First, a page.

INDEPENDENT BUDGET OFFICE
The City of New York
110 WILLIAM STREET, 14TH FL., NEW YORK, NY 10038
|For Immediate Release
Monday, May 24, 1999
|Contact: Herbert Block
* NEWS RELEASE *
IBO REPORT COMPARES COUNCIL AND MAYORAL
PROPOSALS TO REDUCE CITY TAXES ON POOREST
Tax Relief for the Working Poor, a report released today by the Independent Budget Office (IBO), compares proposals to ease the tax burden on poor working families. Many such families pay city income taxes even though their income is too low for them to pay state or federal taxes-a projected 127,000 households in 1999 and 110,000 in 2001. In response to this problem, both the Administration and the City Council have recently proposed creating a refundable earned income tax credit (EITC) for low-income city residents.
According to IBO, the Giuliani proposal would cost the city $40 million in fiscal year 2000, and would reduce the number of families paying city income taxes but no state or federal taxes to 59,000 by 2001. The Council's EITC proposal itself would cost $89 million in fiscal year 2000 and reduce the number of such families to 38,000 by 2001. The Council also has proposed a child care tax credit, costing $40 million annually. The combination of the two Council proposals would virtually eliminate city income tax liability for the remaining families.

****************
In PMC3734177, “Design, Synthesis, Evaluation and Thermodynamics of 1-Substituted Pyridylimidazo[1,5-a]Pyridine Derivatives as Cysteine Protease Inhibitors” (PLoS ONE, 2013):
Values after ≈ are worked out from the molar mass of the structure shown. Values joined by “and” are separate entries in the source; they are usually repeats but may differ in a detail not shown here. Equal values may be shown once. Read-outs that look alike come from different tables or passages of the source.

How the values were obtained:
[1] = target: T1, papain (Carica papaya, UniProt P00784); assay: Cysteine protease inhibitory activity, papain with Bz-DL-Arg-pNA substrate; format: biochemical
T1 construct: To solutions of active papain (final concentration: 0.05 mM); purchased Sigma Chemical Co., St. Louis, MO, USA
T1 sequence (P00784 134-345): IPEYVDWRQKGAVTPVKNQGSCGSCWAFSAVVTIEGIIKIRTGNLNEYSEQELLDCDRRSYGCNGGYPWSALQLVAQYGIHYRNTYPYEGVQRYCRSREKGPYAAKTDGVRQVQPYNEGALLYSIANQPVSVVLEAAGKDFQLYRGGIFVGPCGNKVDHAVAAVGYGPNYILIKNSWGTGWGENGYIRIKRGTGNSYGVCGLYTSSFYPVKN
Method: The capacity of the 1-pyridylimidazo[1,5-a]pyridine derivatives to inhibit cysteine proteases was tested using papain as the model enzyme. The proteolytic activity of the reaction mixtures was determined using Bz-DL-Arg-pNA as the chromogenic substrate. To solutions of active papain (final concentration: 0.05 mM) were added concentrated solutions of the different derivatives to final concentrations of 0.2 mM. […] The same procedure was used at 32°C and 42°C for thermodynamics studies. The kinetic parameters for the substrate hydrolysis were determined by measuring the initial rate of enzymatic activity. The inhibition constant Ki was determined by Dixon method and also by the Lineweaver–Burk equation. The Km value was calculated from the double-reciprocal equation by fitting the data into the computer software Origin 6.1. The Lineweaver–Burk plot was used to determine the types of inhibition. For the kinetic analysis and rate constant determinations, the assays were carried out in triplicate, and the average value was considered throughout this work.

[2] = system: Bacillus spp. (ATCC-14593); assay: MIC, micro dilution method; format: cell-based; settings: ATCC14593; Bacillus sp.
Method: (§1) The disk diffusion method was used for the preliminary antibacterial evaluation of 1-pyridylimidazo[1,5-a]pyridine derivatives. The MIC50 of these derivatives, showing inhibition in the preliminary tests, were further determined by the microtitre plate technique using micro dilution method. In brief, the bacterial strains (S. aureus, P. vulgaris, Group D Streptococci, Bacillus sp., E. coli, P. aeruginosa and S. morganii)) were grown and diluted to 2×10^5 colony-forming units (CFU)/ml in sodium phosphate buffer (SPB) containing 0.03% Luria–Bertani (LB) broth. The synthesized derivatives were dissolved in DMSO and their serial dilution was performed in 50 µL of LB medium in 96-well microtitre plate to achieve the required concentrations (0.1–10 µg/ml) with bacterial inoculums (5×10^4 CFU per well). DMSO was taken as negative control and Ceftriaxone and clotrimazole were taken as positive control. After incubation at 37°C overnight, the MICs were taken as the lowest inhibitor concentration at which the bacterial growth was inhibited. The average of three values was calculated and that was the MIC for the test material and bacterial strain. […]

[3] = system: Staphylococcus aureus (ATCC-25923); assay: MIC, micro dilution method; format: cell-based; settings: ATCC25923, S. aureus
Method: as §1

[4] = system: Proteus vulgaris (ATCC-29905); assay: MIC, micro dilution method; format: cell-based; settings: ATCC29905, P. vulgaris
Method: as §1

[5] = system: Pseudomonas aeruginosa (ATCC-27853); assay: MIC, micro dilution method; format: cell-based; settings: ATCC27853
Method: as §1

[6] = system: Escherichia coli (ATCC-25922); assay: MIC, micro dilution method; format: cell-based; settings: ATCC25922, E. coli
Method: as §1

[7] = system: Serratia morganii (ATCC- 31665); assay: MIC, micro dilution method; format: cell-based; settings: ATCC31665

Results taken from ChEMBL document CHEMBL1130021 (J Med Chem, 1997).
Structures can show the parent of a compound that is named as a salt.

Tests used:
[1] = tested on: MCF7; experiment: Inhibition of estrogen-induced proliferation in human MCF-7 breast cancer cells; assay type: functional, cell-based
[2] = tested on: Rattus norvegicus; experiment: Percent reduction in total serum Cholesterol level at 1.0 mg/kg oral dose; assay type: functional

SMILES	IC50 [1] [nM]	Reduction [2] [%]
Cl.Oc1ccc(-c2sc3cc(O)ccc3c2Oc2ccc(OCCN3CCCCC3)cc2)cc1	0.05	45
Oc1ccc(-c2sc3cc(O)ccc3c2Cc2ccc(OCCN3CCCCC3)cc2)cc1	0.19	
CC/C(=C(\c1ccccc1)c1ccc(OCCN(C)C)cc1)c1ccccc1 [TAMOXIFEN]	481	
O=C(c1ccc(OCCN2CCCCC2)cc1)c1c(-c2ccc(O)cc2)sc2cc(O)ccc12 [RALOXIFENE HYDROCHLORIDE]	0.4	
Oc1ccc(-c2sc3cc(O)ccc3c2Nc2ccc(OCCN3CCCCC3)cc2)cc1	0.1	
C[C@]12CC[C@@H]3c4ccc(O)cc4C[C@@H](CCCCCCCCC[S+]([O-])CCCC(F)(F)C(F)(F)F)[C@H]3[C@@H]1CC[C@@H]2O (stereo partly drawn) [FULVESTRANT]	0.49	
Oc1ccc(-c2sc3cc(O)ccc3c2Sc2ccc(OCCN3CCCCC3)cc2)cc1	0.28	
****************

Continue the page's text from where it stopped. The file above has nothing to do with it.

Douglas A. Criscitello, IBO Director, said "Taxing the income of individuals struggling to escape poverty runs counter to efforts aimed at encouraging work over welfare. The pending proposals both have merit in that they would allow many of the working poor in New York City to keep more of their hard-earned money. Nevertheless, the lure of any tax cuts under consideration must be tempered by a realization that the city faces large projected budget deficits in the near future-recently made even worse by the repeal of the commuter income tax."
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